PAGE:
12th November 2018

Lovely Mistle Thrushes, larger than Song Thrushes and standing more upright, with blotchier chests, greyer-brown backs. and longer tails, have been eating the berries from our Rowan Joseph Rock, as they do most years.(The BTO do a good comparison of Missile and Song Thrush if the differences confuse you). They are named after their habit of eating Mistletoe berries, though they will eat Holly, Yew and Rowan and you may know they are in your garden or park from their distinctive, rattling call, at any time of year. Mistle Thrushes are one of the species which ‘resource-guard’, where they will aggressively defend a source of berries from all-comers.Studies show that birds which do this have

Mistle Thrush, Rowan, Joseph Rock

Mistle Thrush, Rowan, Joseph Rock

Mistle Thrush, eating berries, Joseph Rock Rowan

than those who don’t ‘resource-guard’. Conditions: Mild, still and sunny. Temperature: Max 12 Min 7C.


7th November 2018

While the drought caused a “false fall” for some of our trees which therefore lost their leaves early, the summer sun, extending into late autumn has led many trees to hold onto their leaves longer than usual, as has the relative lack of high winds and rain. Leaf senescence (leaf-drop), results from a complex set of relationships between climate, genes and chemicals, but whenever it happens, it is a result of the deciduous plant or tree redirecting its nutrients and chemicals away from leaves, from the tree-tops initially, shutting down fluids and corking over the leaf-ends so they fall. The autumn colours on some plants are a result of chlorophyll being broken down, the green fading and revealing the carotenoids and flavonoids, which glow red, orange, yellow etc. This year our garden colours, seen here,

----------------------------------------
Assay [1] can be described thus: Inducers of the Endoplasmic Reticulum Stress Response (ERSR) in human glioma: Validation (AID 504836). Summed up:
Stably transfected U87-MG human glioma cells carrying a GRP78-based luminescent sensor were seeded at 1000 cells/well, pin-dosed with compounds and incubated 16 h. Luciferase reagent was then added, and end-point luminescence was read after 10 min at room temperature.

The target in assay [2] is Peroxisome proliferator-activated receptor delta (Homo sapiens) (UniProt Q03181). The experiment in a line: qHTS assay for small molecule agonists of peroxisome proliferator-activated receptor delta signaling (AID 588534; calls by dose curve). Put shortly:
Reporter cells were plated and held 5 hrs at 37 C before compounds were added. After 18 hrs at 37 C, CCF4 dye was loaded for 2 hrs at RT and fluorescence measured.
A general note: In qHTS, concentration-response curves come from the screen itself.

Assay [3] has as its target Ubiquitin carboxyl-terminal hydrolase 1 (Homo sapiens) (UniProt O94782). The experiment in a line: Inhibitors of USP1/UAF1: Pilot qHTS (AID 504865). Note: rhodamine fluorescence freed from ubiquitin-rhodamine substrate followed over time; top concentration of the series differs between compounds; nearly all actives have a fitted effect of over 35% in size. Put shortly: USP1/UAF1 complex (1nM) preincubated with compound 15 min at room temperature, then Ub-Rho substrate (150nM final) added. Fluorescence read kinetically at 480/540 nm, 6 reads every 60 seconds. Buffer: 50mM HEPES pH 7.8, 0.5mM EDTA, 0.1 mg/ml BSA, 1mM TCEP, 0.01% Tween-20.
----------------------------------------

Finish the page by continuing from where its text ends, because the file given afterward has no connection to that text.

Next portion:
Cotinus Grace


Cotinus Golden Spirit, usually this far north it remains yellow in autumn but not this year

Fallen leaves of Rowan Joseph Rock

Rowan Joesph Rock and Cotinus Grace, and the Oak still full of leaf

are enhanced by the sugars built up from so much sunshine this summer and autumn. Conditions: Mild and cloudy. Temperature: Max 13 Min 5C.

4th November 2018

There is nothing more beautiful visiting out garden, year round but resplendent in their new plumage right now, than male Bullfinches. Apparently, we are in the lucky 10% of people who have these normally shy birds coming to our garden feeders. Having declined by 36% since 1967, these stocky finches need all the help they can get and they come, characteristically for Bullfinches, in their loose family flocks, most of the year, to feed on our RSPB feeder-mix. We have three males and two females at present, one, as you can see, still just coming out of it’s moult. They used to be caged and astonishingly, some people played a special flute to them in an attempt to get them copy the tunes. Their soft, low whistle is beautiful enough for me. Conditions: Milder and greyer spell. Still very little rain.Temperature: Max 12 Min 7C.

Male Bullfinch

Male Bullfinch

Male Bullfinch

Male Bullfinches, one just finishing moulting

1st November 2018

Rowan Berries– this has certainly been an atypical year in many ways. We have never kept the berries on our native Rowan this late in the year. Probably due to the proliferation of fruits and berries in the wild, the Blackbirds have only just started eating them, as the cooler weather comes in. The yellow berries on our Rowan ‘Joseph Rock’ are varying in colour from nearly white to rosy red- again, a first since it was planted about 15 years ago, and probably due to extra sugars from this year’s excessive dry heat. The stunning autumn colours of the Joseph Rock leaves are, however, beginning to glow as usual. Conditions: Cool, drizzle clearing to sunny intervals. Temperature: Max 9 Min 2C.